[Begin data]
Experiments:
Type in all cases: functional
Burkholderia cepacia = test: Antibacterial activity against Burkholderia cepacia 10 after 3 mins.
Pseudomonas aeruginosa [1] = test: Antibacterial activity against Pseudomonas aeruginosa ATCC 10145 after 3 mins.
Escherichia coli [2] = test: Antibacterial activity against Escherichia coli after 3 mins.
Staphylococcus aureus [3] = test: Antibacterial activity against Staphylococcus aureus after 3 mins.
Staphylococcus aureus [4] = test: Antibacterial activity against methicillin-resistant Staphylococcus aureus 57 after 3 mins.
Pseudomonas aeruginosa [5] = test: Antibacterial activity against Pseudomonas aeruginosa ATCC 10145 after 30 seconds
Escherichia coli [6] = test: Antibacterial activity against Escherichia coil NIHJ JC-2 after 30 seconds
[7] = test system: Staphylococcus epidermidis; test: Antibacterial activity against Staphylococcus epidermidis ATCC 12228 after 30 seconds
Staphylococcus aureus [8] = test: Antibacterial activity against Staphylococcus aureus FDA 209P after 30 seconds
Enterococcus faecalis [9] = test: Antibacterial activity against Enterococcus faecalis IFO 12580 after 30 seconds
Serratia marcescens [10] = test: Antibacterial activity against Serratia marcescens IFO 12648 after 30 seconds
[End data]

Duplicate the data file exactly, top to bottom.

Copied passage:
Experiments:
Type in all cases: functional
Burkholderia cepacia = test: Antibacterial activity against Burkholderia cepacia 10 after 3 mins.
Pseudomonas aeruginosa [1] = test: Antibacterial activity against Pseudomonas aeruginosa ATCC 10145 after 3 mins.
Escherichia coli [2] = test: Antibacterial activity against Escherichia coli after 3 mins.
Staphylococcus aureus [3] = test: Antibacterial activity against Staphylococcus aureus after 3 mins.
Staphylococcus aureus [4] = test: Antibacterial activity against methicillin-resistant Staphylococcus aureus 57 after 3 mins.
Pseudomonas aeruginosa [5] = test: Antibacterial activity against Pseudomonas aeruginosa ATCC 10145 after 30 seconds
Escherichia coli [6] = test: Antibacterial activity against Escherichia coil NIHJ JC-2 after 30 seconds
[7] = test system: Staphylococcus epidermidis; test: Antibacterial activity against Staphylococcus epidermidis ATCC 12228 after 30 seconds
Staphylococcus aureus [8] = test: Antibacterial activity against Staphylococcus aureus FDA 209P after 30 seconds
Enterococcus faecalis [9] = test: Antibacterial activity against Enterococcus faecalis IFO 12580 after 30 seconds
Serratia marcescens [10] = test: Antibacterial activity against Serratia marcescens IFO 12648 after 30 seconds